MasterChef gets spicy
The boys fire up with a whole new menu
As the original contestant cooking show MasterChef now has everything to prove with its latest series.
The culinary competition, which set records in the past with its viewing figures, arguably gave birth to the genre of reality TV chefs.
Now with rivals to its crown, including My Kitchen Rules, no one is more acutely aware of the challenge that lies ahead than the judges themselves.
However, despite the pressure being on to deliver with season five, George Calombaris says he and fellow hosts Gary Mehigan and Matt Preston still believe the old favourite will ultimately come out on top.
“The weight of pressure in terms of its success is of course something we think about,” Calombaris says.
“But I am quite proud of what we have achieved and we’ve made so far in terms of television.”
It’s very multicultural for sure, and that’s what
makes Oz beautiful
MasterChef captured a staggering 3.96 million viewers who tuned in to watch Adam Liaw whisk his way towards victory in 2010.
The previous year was also impressive, with 3.7 million tuning in to watch Julie Goodwin and Poh Ling Yeow fight it out in the finale.
With figures for last year not reaching such heights, Calombaris says the show has taken a new look at how to encourage viewers.
This season sees 22 “very interesting amateur cooks” taking part in the Channel Ten show.
“What is different in terms of format is we have really shaken it up,” Calombaris says.
“The show has integrity and that is what we are proud of. We are trying to losen it up a tad this time, and get rid of all of those post- cooking vox pops that they do.
“( We are) doing things in the moment. It doesn’t matter if it’s not shot really sexy, it’s all about the raw emotion – that’s what MasterChef is all about.”
Calombaris believes the show reflects the diversity of Australia.
“We have some very interesting and diverse characters, personalities and backgrounds.
“It’s very multi- cultural that’s for sure, and that’s what makes Oz beautiful.”
The twist in this series is there will be boys against girls – something the chef says has not been without controversy.
“When you watch it you will get a true understanding – it’s a bit fun – a few people have made remarks about it being sexist. My opinion is: give me a break,” Calombaris says. “I remember at primary school we used to play boys versus girls. It was fun, and that’s the whole point, it’s just a bit of fun.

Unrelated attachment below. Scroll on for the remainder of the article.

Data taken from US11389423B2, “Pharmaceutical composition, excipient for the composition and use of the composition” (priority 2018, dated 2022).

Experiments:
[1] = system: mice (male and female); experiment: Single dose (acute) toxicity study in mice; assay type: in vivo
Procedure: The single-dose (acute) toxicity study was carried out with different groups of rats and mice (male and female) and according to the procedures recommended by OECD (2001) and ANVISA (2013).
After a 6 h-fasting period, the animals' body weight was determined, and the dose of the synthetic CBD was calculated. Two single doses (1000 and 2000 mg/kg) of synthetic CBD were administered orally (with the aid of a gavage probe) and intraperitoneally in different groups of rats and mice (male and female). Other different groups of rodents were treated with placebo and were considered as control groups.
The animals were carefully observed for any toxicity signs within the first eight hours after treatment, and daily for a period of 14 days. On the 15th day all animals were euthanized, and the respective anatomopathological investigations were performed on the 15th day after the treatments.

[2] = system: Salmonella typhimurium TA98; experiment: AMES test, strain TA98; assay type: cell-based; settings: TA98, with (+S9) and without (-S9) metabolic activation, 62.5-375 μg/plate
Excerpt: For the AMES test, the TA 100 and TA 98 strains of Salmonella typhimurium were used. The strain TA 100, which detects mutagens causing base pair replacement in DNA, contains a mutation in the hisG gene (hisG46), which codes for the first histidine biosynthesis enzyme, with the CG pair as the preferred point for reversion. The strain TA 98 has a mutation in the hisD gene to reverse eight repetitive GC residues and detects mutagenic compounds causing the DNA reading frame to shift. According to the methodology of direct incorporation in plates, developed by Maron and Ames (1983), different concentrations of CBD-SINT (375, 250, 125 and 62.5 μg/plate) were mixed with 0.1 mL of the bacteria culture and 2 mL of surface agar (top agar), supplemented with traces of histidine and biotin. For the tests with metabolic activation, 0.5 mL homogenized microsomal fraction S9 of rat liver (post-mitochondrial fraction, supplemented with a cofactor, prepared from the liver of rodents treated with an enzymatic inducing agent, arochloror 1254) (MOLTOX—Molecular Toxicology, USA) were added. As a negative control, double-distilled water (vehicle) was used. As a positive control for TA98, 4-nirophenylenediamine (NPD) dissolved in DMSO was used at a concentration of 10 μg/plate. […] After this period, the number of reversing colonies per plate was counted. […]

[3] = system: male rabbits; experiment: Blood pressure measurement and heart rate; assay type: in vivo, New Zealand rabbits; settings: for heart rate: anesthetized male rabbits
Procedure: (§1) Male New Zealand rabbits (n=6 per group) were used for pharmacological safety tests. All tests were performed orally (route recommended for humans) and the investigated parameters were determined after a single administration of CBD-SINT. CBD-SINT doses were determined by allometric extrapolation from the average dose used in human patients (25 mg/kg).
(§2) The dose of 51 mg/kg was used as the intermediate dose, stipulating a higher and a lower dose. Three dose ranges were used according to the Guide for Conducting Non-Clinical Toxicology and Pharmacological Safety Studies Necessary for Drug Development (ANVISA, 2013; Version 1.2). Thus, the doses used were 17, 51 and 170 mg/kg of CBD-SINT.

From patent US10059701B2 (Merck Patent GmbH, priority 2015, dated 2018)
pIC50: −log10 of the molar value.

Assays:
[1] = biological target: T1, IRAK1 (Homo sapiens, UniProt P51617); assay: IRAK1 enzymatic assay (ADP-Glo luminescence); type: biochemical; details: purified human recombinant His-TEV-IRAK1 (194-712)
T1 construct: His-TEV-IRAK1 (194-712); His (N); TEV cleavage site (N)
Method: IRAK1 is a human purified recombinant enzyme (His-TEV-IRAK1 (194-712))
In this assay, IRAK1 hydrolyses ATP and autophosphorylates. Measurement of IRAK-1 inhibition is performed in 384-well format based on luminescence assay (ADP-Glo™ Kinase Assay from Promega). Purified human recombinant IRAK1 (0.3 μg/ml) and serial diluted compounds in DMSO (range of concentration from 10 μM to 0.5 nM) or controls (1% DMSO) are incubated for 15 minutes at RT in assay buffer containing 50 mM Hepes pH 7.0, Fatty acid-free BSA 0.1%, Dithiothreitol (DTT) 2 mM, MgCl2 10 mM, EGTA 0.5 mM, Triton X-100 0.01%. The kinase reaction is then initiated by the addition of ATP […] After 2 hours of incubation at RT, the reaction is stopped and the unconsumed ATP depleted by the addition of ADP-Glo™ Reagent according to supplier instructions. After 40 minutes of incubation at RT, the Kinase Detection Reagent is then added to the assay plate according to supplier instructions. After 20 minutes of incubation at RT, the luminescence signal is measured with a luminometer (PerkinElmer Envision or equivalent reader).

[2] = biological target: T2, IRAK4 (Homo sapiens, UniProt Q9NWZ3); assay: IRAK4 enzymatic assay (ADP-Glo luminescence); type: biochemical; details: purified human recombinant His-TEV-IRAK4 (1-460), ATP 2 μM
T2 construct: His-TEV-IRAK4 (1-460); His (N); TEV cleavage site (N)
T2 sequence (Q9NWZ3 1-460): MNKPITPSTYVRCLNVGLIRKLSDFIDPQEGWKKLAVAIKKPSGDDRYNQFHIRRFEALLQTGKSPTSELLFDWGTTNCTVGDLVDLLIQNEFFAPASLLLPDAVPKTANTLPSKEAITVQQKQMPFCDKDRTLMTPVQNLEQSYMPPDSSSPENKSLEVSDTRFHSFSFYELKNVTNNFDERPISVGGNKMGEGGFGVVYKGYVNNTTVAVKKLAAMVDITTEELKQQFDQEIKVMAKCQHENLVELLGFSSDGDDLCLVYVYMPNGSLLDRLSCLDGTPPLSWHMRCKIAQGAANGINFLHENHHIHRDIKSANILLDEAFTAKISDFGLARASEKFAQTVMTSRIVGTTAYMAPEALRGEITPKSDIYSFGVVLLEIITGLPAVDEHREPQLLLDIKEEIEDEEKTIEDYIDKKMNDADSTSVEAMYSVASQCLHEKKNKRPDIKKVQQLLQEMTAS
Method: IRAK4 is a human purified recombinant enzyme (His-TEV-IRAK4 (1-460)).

“There are bigger issues in life than worrying about that. It’s always been pretty much half girls and boys in most of the series in the past. This year we are highlighting it. In the past we haven’t.”
For Calombaris the more important side to this season is the show taking on hot potato topics We have Italian week, kids’ week, fast food week, and in between we question things,” he says.
“We ask ourselves questions such as what do we think about palm oil? What do we think about fast food? In the beginning it got people talking and it’s going to do that again.
“Palm oil is a big one. I am an ambassador for the zoo (Zoo’s Victoria), the problems palm oil causes in Borneo, and for the orangutans, are terrible.
“We will be reading the back of labels and fast food – what’s good and what’s bad. We are pushing people to realise what are they eating and putting in their supermarket trollies.”
The Friday night shows of this series – MasterClass – also have a new look and are filmed before a live audience.
“Matt is in there as well shaking the pans,” says Calombaris.
The chef, who now has seven restaurants to his name ( he recently opened his latest, Gazi, in Melbourne) says despite spending years together presenting, all the judges still get on.
“There’s no rivalry,” he says. “We know Matt Preston is the ultimate wordsmith, so I’m not going to compete. I have my ‘Georgisms’ and I won’t change. Gary is the ultimate when it comes to making sure what’s going on. If I am explaining what the challenge is all about, and including the scores, I’m a disaster.
“I worked with Gary for seven years and I’ve known Matt for 15. We are all mates and our families know each other.”
He admits that every now and again there may be a few cross words.
“But when one of us is upset the other one knows what to do to make them happy again. We understand each other’s strengths and weaknesses.”
Ultimately, Calombaris believes MasterChef will succeed because it is quintessentially a reflection of Australia today and that is why people love it.
“We have different nationalities and religions and we accept all – that’s what makes us Australian MasterChef.
“That’s also why we are loved by not just Australians, but by more than 50 countries in the world.
“We’re dubbed in almost 50 languages. You have to hear Gary dubbed in Arabic. It’s hilarious!”
Sunday 7.30pm, Ten